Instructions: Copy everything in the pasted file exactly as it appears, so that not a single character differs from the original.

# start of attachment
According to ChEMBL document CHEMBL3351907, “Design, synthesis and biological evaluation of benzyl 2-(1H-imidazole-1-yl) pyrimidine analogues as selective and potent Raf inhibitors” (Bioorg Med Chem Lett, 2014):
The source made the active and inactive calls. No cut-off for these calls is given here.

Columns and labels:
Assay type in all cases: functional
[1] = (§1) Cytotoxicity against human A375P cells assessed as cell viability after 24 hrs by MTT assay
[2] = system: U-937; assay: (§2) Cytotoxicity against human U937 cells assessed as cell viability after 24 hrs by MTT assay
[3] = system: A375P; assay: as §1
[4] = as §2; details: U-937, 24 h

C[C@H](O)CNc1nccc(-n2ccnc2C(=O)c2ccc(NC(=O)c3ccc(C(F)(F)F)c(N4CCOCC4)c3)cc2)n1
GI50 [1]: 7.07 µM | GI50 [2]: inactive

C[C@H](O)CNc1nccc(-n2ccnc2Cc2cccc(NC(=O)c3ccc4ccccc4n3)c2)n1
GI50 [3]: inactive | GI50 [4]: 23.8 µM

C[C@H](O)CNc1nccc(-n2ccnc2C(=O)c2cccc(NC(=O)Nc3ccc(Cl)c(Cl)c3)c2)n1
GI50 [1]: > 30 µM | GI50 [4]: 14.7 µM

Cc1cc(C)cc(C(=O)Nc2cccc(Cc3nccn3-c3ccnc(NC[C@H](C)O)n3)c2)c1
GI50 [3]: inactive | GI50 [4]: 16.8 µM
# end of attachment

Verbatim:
According to ChEMBL document CHEMBL3351907, “Design, synthesis and biological evaluation of benzyl 2-(1H-imidazole-1-yl) pyrimidine analogues as selective and potent Raf inhibitors” (Bioorg Med Chem Lett, 2014):
The source made the active and inactive calls. No cut-off for these calls is given here.

Columns and labels:
Assay type in all cases: functional
[1] = (§1) Cytotoxicity against human A375P cells assessed as cell viability after 24 hrs by MTT assay
[2] = system: U-937; assay: (§2) Cytotoxicity against human U937 cells assessed as cell viability after 24 hrs by MTT assay
[3] = system: A375P; assay: as §1
[4] = as §2; details: U-937, 24 h

C[C@H](O)CNc1nccc(-n2ccnc2C(=O)c2ccc(NC(=O)c3ccc(C(F)(F)F)c(N4CCOCC4)c3)cc2)n1
GI50 [1]: 7.07 µM | GI50 [2]: inactive

C[C@H](O)CNc1nccc(-n2ccnc2Cc2cccc(NC(=O)c3ccc4ccccc4n3)c2)n1
GI50 [3]: inactive | GI50 [4]: 23.8 µM

C[C@H](O)CNc1nccc(-n2ccnc2C(=O)c2cccc(NC(=O)Nc3ccc(Cl)c(Cl)c3)c2)n1
GI50 [1]: > 30 µM | GI50 [4]: 14.7 µM

Cc1cc(C)cc(C(=O)Nc2cccc(Cc3nccn3-c3ccnc(NC[C@H](C)O)n3)c2)c1
GI50 [3]: inactive | GI50 [4]: 16.8 µM